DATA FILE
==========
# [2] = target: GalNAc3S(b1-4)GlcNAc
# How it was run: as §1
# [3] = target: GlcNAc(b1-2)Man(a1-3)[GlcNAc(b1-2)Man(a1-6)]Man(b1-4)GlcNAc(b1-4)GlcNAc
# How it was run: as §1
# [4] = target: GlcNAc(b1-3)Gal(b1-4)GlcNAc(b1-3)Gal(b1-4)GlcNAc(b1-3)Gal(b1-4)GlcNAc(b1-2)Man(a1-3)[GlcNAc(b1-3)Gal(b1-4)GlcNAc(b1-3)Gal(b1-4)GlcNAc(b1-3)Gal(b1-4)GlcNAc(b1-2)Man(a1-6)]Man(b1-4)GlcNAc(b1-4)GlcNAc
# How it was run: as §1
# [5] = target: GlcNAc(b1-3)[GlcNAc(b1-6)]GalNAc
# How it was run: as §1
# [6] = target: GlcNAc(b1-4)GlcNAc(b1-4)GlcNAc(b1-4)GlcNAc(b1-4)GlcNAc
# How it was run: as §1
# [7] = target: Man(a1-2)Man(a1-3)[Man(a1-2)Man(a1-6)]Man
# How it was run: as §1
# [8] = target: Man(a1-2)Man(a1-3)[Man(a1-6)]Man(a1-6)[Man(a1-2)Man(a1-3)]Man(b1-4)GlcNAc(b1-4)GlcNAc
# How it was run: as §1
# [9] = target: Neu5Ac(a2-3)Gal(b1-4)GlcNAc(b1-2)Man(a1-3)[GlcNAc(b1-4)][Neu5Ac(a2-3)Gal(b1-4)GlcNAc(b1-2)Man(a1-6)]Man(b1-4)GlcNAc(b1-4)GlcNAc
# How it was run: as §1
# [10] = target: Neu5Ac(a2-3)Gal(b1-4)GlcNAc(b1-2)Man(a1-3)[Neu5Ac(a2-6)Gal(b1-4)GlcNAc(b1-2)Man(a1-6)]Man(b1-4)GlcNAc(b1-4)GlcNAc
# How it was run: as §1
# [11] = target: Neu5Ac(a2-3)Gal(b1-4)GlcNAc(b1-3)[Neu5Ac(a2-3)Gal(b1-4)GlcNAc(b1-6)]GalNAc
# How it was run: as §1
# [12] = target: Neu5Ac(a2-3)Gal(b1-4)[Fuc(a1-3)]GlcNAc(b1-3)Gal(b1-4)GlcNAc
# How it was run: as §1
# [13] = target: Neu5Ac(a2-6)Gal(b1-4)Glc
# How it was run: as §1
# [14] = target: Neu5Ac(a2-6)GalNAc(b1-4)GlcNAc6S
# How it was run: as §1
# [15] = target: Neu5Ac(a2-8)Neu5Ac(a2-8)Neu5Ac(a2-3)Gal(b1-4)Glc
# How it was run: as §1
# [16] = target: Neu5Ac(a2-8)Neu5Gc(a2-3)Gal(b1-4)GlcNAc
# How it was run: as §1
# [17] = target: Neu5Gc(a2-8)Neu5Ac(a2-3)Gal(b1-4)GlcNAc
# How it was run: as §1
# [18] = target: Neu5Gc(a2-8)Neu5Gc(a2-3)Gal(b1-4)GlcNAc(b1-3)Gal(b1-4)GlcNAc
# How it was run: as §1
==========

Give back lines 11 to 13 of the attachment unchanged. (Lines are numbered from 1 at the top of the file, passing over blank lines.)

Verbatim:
# [7] = target: Man(a1-2)Man(a1-3)[Man(a1-2)Man(a1-6)]Man
# How it was run: as §1
# [8] = target: Man(a1-2)Man(a1-3)[Man(a1-6)]Man(a1-6)[Man(a1-2)Man(a1-3)]Man(b1-4)GlcNAc(b1-4)GlcNAc